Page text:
Isle of Skye Walking Pole
Most walking poles aren’t heavy, but carbon fibre poles still stand out in the right way. You’ll barely notice you’re carrying them, with each pole just 182g.
Nae soggy sleeping bags or drookit clothes when you’ve got a dry bag or two. We recommend picking up one larger for your next day’s clothing, and one wee one for toiletries. You’re talking a few extra grams for a great deal more comfort.
A good-sized water bottle is an essential, and you can save a lot of weight by choosing the right material. Tritan is our favourite, a tough but very light plastic that is a pleasure to drink from. This bottle gives you 700ml of water and weighs 140g – not including the water inside!
Alcor Head Torch
The best way to find your way about your camping spot in the dark is with a head torch. After all, you dinnae want to go from star-gazing to seeing stars when you walk right into a low-hanging branch. The Alcor is a mere 40g, has white and red light functions, and is battery-operated for reassurance on longer trips.
Mess Tin (+ Camping Food Sachet)
Now onto the really important stuff – scran. Camping light shouldnae mean tasteless food, as you can whip up a bonnie healthy meal with limited tools. Your mess tin can function as a pan and plate, and food sachets are better than ever. We recommend Summit To Eat food pouches.
Military-Style Knife, Fork & Spoon Set
This no frills, simple cutlery set will work for any meal, and make sure you always have what you need. It’ll only add 85g to your pack.
Always to hand when you need it, our lightweight mug is a simple wee bit of kit that might become your best travel companion. An extra 110g for a brew whenever you need one is a cracking deal, and it clips to your belt or rucksack to reduce faff when you take a break.
Nap-Pak Inflatable Sleeping Mat
Stay warm by reducing heat loss between your body and the ground and get a great night’s sleep with the NAP-PAK inflatable sleeping mat. This small packed-volume mat is durable, constructed of ripstop nylon, and ultralight (415g) without compromising comfort and warmth by using air cell baffles to provide a more even dispersion of pressure across the mattress for a comfortable night's sleep.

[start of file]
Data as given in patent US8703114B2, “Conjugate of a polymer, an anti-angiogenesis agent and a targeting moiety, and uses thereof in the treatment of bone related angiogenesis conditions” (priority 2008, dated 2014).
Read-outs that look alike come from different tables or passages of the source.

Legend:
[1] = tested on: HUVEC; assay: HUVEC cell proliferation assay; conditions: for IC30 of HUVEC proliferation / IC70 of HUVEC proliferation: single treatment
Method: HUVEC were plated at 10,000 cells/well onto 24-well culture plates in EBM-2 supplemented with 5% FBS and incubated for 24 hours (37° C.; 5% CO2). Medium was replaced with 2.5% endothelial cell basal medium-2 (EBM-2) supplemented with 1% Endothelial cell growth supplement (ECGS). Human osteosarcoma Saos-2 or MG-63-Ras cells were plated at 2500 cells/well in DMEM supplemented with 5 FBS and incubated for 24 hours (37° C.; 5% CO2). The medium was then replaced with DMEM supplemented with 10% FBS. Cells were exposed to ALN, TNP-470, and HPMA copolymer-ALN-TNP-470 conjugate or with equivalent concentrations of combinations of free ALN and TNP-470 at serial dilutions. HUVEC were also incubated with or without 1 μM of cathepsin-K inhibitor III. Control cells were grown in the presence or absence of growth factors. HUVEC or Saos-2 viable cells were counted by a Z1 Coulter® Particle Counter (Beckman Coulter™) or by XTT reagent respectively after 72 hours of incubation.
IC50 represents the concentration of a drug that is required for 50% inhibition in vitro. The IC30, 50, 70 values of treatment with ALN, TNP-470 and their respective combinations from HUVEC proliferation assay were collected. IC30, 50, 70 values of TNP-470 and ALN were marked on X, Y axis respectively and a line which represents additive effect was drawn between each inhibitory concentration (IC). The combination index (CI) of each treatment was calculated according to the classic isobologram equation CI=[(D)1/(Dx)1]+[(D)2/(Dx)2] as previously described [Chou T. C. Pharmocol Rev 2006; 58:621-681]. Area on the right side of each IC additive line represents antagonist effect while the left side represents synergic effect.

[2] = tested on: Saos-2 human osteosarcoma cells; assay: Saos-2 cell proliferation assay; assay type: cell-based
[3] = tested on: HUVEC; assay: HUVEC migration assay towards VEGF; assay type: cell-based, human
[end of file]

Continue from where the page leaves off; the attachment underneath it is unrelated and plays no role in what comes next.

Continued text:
Additional tips for lightweight camping
- Cut down the length of your toothbrush.
- If you’re taking a map, cut out and take with you only the bit you need.
- Toilet paper - remove the cardboard centre, so it packs flat and put it in a plastic bag.
- Check the weather - by knowing what the weather's going to do, you can plan ahead and leave unnecessary gear at home.
- Use a head torch rather than carrying a bulky torch in your back. This also frees up your hands.
- Make a small first aid kit - put plasters, a few pills, antiseptic wipes, and whatever else will fit into a pill bottle.
- Dry out your gear - if it gets wet, then it's going to weigh a lot more than if it's dry.
- Use a hydration bladder rather than bottles of water. Some rucksacks come with space specifically for them.
- Use nearby rocks as tent pegs.
- Try a microfibre instead of a beach towel - lightweight, quick-drying and dirt-resilient.
- Use your insulated jacket instead of a pillow.
And now you’re ready to chart your own course, find your own camping spot, and enjoy sleeping in total peace. Before you set off, don’t forget to check out our top tips for wild camping.
Don’t forget to tag us in your lightweight camping pictures, we always love sharing inspiration for other adventurers.